“Evidence of the Truth of the Christian Religion derived from the Literal Fulfilment of Prophecy; particularly as illustrated by the History of the Jews, and by the Discoveries of Recent Travellers“, Edinburgh: Waugh & Innes, 1826 (2nd ed.) and many later editions. American edition – Philadelphia: Presbyterian Board of Publication, circa 1850 (395 pp). Keith was one of the nineteenth century’s most industrious proponents of the truth of Biblical prophecies, and this was his first important work on the subject. Some of the later editions contained additional material. I also found references to a French translation of 1838, a Persian translation of 1846 (tr. J.L. Merrick), an Italian translation of 1847, a Danish translation of 1850, and even a Welsh translation of 1871. I expect that there were other translations in addition to those noted here. There are also derived works such as, “Infidel testimony concerning the truth if the Bible … selected from…” with arguments and remarks by H.L. Hastings (1882).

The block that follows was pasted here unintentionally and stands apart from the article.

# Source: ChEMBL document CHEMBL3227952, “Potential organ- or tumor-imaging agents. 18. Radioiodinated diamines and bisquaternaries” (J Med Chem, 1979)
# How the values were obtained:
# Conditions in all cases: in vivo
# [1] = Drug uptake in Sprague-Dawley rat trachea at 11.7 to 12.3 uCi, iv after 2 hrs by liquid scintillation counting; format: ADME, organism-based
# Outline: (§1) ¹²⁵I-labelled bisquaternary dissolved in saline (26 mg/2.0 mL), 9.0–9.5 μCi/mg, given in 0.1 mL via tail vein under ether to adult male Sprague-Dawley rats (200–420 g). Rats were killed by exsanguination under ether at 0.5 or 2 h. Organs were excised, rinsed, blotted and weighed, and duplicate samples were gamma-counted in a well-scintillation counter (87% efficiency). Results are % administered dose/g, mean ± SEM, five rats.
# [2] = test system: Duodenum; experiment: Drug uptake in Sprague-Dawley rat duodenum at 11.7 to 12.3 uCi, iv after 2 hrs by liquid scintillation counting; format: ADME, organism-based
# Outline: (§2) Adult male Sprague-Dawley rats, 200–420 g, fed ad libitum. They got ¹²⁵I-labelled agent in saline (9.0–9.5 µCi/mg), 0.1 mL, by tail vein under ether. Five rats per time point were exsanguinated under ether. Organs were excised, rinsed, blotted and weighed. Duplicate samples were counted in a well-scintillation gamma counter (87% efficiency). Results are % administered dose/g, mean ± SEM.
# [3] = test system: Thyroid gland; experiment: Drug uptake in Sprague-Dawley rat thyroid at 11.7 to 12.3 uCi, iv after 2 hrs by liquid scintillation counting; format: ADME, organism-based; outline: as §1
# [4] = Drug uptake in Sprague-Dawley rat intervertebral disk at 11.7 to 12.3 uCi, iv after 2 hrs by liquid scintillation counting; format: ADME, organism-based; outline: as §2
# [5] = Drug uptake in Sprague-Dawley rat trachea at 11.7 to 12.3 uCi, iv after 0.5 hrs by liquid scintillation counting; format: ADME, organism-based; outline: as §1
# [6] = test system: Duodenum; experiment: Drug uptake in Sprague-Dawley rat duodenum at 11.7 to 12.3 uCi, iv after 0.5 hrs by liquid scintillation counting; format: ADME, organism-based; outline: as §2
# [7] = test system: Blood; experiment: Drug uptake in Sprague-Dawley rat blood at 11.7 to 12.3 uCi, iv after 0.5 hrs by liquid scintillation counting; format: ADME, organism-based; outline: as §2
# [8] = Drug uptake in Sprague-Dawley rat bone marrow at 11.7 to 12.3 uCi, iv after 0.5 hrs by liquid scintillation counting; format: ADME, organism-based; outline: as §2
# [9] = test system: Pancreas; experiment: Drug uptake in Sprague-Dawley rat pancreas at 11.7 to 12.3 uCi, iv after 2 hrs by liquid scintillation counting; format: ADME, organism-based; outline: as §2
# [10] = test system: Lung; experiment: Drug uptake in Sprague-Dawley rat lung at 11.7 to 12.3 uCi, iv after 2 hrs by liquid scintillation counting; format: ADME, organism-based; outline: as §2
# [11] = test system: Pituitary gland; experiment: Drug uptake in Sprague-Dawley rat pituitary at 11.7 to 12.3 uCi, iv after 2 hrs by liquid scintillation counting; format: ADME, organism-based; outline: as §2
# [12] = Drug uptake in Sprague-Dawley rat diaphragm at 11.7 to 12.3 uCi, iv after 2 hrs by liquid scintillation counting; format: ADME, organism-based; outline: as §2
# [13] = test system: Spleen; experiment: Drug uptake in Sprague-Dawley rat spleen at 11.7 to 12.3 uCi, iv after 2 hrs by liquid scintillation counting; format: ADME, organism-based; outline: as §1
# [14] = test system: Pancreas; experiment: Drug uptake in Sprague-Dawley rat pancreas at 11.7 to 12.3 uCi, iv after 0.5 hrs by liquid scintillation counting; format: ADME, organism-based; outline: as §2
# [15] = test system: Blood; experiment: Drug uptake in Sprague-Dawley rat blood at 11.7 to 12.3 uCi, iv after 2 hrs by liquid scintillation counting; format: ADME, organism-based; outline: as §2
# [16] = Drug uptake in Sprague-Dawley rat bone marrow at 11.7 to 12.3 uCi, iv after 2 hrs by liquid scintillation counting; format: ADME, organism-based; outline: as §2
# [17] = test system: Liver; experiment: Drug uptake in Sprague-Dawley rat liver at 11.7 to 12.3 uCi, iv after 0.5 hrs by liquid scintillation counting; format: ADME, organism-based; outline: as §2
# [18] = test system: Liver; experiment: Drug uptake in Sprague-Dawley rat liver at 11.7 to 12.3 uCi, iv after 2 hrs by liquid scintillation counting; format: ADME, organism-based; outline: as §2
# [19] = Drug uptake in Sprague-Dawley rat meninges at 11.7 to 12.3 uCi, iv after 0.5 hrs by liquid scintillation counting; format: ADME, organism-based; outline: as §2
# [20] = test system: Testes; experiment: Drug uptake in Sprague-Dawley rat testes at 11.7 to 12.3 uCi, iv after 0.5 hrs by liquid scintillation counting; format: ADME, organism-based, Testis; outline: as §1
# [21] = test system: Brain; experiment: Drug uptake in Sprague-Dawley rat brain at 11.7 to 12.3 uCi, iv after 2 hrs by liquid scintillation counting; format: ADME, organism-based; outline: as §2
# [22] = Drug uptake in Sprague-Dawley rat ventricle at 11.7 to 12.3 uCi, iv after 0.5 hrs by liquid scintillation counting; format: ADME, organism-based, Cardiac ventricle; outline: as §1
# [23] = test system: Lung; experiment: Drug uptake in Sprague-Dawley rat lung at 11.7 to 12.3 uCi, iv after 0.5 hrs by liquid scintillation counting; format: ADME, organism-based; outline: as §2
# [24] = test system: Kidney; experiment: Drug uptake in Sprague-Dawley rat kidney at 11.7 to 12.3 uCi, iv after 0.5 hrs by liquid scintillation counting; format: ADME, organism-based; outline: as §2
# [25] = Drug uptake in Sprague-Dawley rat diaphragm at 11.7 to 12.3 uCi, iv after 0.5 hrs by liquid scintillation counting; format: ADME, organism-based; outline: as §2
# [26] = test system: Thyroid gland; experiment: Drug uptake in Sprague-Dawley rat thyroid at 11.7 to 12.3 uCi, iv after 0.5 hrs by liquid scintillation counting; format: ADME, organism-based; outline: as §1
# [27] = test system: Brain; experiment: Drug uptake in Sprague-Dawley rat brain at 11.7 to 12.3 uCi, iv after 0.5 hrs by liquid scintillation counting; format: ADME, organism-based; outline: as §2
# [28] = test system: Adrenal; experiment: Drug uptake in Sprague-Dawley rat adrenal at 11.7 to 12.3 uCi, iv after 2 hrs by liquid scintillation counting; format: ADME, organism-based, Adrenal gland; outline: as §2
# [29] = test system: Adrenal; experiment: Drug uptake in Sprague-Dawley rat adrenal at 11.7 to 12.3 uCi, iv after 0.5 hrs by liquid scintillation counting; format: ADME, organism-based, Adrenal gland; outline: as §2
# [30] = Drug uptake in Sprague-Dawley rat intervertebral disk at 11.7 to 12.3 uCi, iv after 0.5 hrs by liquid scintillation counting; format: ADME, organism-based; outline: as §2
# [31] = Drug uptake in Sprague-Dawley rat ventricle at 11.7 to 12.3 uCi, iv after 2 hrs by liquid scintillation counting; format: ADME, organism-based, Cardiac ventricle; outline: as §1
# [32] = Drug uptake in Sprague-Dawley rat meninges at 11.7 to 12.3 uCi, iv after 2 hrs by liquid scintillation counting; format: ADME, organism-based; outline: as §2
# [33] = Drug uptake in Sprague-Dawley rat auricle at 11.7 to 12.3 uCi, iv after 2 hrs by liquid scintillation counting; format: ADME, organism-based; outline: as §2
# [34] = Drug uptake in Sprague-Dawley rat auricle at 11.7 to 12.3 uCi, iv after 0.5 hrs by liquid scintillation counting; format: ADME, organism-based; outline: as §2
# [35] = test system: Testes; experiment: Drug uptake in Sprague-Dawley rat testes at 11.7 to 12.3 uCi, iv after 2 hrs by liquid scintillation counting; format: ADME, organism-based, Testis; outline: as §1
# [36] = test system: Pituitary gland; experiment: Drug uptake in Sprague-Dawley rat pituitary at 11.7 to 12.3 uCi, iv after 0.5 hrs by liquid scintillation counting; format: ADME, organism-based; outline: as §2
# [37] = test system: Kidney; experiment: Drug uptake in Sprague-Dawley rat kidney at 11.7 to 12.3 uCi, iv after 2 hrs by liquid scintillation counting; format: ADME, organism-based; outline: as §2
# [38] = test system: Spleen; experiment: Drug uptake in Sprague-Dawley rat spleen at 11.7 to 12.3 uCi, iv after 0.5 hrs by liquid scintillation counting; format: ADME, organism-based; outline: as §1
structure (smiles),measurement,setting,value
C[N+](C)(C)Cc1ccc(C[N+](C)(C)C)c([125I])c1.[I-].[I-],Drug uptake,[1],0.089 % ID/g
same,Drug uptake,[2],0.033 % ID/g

“Signs of the Times, as Denoted by the Fulfilment of Historical Predictions, Traced Down from the Babylonish Captivity to the Present Time“, Edinburgh: William Whyte & Co. 1832. (383 pp). Republished 1837, 1842, 1847…..
“The Land of Israel According to the Covenant with Abraham, With Isaac, and With Jacob“, Edinburgh: William Whyte & Co. 1844.
“Isaiah as it is: or, Judah and Jerusalem the subjects of Isaiah’s Prophesying“, Edinburgh, 1850.
“The Harmony of Prophecy; or Scriptural Illustrations of the Apocalypse“, Edinburgh, 1851.
“Coming Events, or, Glimpses of the future; being an explanation of the prophecies relating to the destruction of Turkey and Egypt, the downfall of Rome, the war of Armageddon, and the invasion by Russia, etc.“, Dublin, 1853.